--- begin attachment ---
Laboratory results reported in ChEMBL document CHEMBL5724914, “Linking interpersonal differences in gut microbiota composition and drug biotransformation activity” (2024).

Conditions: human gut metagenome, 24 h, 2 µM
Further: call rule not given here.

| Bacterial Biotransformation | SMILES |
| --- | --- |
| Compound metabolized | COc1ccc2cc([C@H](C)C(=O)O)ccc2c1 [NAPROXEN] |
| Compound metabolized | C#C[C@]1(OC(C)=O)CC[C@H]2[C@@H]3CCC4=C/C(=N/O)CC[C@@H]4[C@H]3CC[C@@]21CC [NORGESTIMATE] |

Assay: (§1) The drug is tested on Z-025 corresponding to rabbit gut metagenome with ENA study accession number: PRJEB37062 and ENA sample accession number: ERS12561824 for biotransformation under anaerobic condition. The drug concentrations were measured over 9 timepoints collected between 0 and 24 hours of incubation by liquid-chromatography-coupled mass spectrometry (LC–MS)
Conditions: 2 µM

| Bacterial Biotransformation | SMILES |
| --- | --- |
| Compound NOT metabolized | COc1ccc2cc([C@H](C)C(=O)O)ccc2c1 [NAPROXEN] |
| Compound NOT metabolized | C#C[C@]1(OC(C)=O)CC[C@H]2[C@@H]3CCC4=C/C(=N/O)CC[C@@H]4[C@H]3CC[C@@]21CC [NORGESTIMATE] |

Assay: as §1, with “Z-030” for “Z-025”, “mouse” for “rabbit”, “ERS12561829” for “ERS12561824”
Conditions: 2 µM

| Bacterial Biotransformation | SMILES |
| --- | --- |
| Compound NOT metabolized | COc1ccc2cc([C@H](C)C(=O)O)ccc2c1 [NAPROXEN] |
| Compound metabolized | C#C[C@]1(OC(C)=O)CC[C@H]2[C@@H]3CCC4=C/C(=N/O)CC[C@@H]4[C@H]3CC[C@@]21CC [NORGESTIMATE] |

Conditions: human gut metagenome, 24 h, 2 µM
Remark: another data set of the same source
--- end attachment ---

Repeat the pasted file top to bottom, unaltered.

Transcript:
Laboratory results reported in ChEMBL document CHEMBL5724914, “Linking interpersonal differences in gut microbiota composition and drug biotransformation activity” (2024).

Conditions: human gut metagenome, 24 h, 2 µM
Further: call rule not given here.

| Bacterial Biotransformation | SMILES |
| --- | --- |
| Compound metabolized | COc1ccc2cc([C@H](C)C(=O)O)ccc2c1 [NAPROXEN] |
| Compound metabolized | C#C[C@]1(OC(C)=O)CC[C@H]2[C@@H]3CCC4=C/C(=N/O)CC[C@@H]4[C@H]3CC[C@@]21CC [NORGESTIMATE] |

Assay: (§1) The drug is tested on Z-025 corresponding to rabbit gut metagenome with ENA study accession number: PRJEB37062 and ENA sample accession number: ERS12561824 for biotransformation under anaerobic condition. The drug concentrations were measured over 9 timepoints collected between 0 and 24 hours of incubation by liquid-chromatography-coupled mass spectrometry (LC–MS)
Conditions: 2 µM

| Bacterial Biotransformation | SMILES |
| --- | --- |
| Compound NOT metabolized | COc1ccc2cc([C@H](C)C(=O)O)ccc2c1 [NAPROXEN] |
| Compound NOT metabolized | C#C[C@]1(OC(C)=O)CC[C@H]2[C@@H]3CCC4=C/C(=N/O)CC[C@@H]4[C@H]3CC[C@@]21CC [NORGESTIMATE] |

Assay: as §1, with “Z-030” for “Z-025”, “mouse” for “rabbit”, “ERS12561829” for “ERS12561824”
Conditions: 2 µM

| Bacterial Biotransformation | SMILES |
| --- | --- |
| Compound NOT metabolized | COc1ccc2cc([C@H](C)C(=O)O)ccc2c1 [NAPROXEN] |
| Compound metabolized | C#C[C@]1(OC(C)=O)CC[C@H]2[C@@H]3CCC4=C/C(=N/O)CC[C@@H]4[C@H]3CC[C@@]21CC [NORGESTIMATE] |

Conditions: human gut metagenome, 24 h, 2 µM
Remark: another data set of the same source